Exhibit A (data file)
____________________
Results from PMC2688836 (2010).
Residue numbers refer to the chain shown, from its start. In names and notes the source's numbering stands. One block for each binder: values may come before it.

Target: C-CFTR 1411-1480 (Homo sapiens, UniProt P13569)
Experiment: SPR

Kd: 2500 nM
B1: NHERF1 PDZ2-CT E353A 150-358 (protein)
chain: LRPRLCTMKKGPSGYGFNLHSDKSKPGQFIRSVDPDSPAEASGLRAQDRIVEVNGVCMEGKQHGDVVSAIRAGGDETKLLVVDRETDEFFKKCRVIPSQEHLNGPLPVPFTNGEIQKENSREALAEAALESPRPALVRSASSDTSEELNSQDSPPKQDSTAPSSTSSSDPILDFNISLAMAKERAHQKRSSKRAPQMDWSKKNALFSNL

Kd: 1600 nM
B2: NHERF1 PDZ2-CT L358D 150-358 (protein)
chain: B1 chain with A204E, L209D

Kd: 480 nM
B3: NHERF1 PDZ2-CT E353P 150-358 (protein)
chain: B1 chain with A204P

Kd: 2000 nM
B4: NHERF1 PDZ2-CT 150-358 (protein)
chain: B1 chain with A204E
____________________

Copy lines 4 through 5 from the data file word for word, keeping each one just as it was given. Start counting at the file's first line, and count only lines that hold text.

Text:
Experiment: SPR

Kd: 2500 nM